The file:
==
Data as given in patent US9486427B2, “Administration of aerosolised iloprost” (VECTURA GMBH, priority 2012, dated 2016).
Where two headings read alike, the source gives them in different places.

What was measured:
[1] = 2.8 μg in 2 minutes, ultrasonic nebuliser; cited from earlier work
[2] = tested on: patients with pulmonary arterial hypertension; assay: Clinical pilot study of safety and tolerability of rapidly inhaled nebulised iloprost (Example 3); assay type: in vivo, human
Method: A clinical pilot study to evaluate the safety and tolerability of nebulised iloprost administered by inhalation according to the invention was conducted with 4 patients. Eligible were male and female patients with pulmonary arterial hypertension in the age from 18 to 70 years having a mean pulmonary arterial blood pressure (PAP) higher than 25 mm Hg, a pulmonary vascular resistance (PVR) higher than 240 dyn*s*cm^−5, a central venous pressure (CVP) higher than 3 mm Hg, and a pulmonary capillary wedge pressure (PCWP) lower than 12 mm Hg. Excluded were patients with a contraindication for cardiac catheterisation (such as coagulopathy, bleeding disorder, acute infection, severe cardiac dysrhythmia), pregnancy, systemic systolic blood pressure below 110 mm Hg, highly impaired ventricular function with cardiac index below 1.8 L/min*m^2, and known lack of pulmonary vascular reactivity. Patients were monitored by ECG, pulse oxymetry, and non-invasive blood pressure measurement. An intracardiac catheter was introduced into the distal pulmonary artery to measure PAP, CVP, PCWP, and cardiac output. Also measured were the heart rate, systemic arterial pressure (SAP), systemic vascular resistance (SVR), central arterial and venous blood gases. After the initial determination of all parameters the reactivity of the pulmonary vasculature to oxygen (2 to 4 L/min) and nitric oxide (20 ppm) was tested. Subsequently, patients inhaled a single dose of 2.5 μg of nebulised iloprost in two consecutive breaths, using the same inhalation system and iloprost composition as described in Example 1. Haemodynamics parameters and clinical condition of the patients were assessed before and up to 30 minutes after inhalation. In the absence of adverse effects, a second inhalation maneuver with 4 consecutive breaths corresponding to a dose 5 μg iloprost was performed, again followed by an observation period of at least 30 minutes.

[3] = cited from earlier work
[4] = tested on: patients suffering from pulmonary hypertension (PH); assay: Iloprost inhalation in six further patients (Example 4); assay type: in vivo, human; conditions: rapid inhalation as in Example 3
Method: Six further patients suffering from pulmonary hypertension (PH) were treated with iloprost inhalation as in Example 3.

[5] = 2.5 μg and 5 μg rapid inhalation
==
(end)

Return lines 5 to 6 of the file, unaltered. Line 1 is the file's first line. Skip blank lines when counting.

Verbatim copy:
[2] = tested on: patients with pulmonary arterial hypertension; assay: Clinical pilot study of safety and tolerability of rapidly inhaled nebulised iloprost (Example 3); assay type: in vivo, human
Method: A clinical pilot study to evaluate the safety and tolerability of nebulised iloprost administered by inhalation according to the invention was conducted with 4 patients. Eligible were male and female patients with pulmonary arterial hypertension in the age from 18 to 70 years having a mean pulmonary arterial blood pressure (PAP) higher than 25 mm Hg, a pulmonary vascular resistance (PVR) higher than 240 dyn*s*cm^−5, a central venous pressure (CVP) higher than 3 mm Hg, and a pulmonary capillary wedge pressure (PCWP) lower than 12 mm Hg. Excluded were patients with a contraindication for cardiac catheterisation (such as coagulopathy, bleeding disorder, acute infection, severe cardiac dysrhythmia), pregnancy, systemic systolic blood pressure below 110 mm Hg, highly impaired ventricular function with cardiac index below 1.8 L/min*m^2, and known lack of pulmonary vascular reactivity. Patients were monitored by ECG, pulse oxymetry, and non-invasive blood pressure measurement. An intracardiac catheter was introduced into the distal pulmonary artery to measure PAP, CVP, PCWP, and cardiac output. Also measured were the heart rate, systemic arterial pressure (SAP), systemic vascular resistance (SVR), central arterial and venous blood gases. After the initial determination of all parameters the reactivity of the pulmonary vasculature to oxygen (2 to 4 L/min) and nitric oxide (20 ppm) was tested. Subsequently, patients inhaled a single dose of 2.5 μg of nebulised iloprost in two consecutive breaths, using the same inhalation system and iloprost composition as described in Example 1. Haemodynamics parameters and clinical condition of the patients were assessed before and up to 30 minutes after inhalation. In the absence of adverse effects, a second inhalation maneuver with 4 consecutive breaths corresponding to a dose 5 μg iloprost was performed, again followed by an observation period of at least 30 minutes.